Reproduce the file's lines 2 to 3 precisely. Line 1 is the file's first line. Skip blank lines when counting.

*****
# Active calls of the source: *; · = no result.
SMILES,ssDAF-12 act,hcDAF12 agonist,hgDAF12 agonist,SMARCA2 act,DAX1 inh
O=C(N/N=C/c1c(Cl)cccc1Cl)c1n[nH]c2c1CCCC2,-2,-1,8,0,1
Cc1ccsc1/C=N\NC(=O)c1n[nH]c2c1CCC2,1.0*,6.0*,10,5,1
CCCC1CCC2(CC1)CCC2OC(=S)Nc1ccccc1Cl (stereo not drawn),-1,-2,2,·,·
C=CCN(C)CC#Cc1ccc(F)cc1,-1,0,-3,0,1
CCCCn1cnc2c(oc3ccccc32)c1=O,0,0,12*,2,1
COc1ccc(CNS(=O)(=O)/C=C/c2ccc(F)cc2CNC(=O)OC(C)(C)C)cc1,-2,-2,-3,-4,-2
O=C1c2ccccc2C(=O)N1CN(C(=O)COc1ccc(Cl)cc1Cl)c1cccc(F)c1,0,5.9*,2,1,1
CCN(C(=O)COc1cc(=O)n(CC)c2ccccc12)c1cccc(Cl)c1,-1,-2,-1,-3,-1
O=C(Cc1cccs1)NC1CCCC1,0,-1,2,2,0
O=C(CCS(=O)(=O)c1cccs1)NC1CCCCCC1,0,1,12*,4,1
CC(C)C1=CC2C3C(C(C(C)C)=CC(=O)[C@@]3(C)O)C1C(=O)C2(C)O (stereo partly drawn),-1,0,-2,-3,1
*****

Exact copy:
SMILES,ssDAF-12 act,hcDAF12 agonist,hgDAF12 agonist,SMARCA2 act,DAX1 inh
O=C(N/N=C/c1c(Cl)cccc1Cl)c1n[nH]c2c1CCCC2,-2,-1,8,0,1